How extended value proposition email copy affects donor conversion
Timeframe: 11/04/2017 - 11/06/2017
The Leadership Institute recently sent a letter to their subscribers about the ‘Normandy Coalition’ –a new group of conservative and liberty-minded student organizations, policy groups, and legal defense foundations. As they developed this email copy, they wondered: Will a substantially longer email that includes more stories, examples, and value proposition language, increase motivation and donor conversion? They created a treatment version of the email and launched an A/B test to find out.
Will extended value proposition language increase donor conversion in an appeal email?
|Treatment Name||Conv. Rate||Relative Difference||Confidence|
This experiment has a required sample size of 40 in order to be valid. Since the experiment had a total sample size of 160, and the level of confidence is above 95% the experiment results are valid.
Flux Metrics Affected
The Flux Metrics analyze the three primary metrics that affect revenue (traffic, conversion rate, and average gift). This experiment produced the following results:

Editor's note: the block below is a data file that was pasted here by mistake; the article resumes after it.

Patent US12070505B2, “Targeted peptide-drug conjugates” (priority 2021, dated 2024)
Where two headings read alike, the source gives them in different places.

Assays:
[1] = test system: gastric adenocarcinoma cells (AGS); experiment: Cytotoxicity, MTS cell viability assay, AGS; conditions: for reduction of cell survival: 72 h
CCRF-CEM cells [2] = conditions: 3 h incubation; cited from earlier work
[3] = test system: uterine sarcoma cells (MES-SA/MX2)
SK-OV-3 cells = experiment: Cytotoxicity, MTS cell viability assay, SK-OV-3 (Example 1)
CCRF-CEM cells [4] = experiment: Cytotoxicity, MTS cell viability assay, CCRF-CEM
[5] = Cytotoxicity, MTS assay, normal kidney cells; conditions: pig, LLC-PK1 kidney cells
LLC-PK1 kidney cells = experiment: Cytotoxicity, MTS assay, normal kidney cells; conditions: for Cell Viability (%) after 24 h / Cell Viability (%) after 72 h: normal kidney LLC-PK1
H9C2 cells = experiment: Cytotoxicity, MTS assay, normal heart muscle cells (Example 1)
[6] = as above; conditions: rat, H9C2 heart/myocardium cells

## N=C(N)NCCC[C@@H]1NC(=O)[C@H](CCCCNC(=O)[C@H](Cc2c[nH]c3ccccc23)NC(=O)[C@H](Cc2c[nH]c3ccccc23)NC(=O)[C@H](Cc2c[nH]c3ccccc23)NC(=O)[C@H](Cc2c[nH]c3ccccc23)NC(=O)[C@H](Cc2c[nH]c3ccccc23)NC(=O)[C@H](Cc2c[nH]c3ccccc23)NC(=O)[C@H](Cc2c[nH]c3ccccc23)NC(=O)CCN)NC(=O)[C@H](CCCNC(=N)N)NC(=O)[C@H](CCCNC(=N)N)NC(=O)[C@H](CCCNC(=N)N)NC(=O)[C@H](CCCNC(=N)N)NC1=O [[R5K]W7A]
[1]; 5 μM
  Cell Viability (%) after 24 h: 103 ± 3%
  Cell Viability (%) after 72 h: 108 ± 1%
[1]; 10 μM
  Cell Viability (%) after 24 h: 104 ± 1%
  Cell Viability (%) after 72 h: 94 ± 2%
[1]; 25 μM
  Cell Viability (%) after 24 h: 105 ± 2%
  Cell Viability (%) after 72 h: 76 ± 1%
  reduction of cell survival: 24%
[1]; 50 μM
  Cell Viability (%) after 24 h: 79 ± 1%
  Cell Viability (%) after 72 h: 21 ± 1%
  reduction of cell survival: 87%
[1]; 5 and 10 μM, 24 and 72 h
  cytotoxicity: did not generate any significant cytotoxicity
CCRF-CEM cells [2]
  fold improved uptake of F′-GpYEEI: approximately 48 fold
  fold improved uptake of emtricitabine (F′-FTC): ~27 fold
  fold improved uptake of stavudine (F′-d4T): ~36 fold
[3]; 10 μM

0% increase in traffic
× 106.3% increase in conversion rate
× 0% increase in average gift
The Leadership Institute found that the longer treatment version did, in fact, increase donor conversion rate by 106%. It’s clear that adding more language supporting the value proposition of this campaign increased motivation and clarity. This is a substantial increase in email copy–from 550 words to 2,200 words–and provides a valuable learning for us when thinking through how long an appeal email should be. This test clearly shows that offering the email recipient a larger selection of evidence (i.e. stories and examples) only helped build the momentum the reader was experiencing as they clicked through to the donation page.
This is a test that the Leadership Institute is using and applying to upcoming campaigns, and it is one that will continue to help them develop a better understanding of who their donors are. It is also a test that is prompting further experiments by isolating the variety of variables in this test to see which one has the biggest impact (including story type, regional vs. national examples, and more).
Question about experiment #7821
If you have any questions about this experiment or would like additional details not discussed above, please feel free to contact them directly.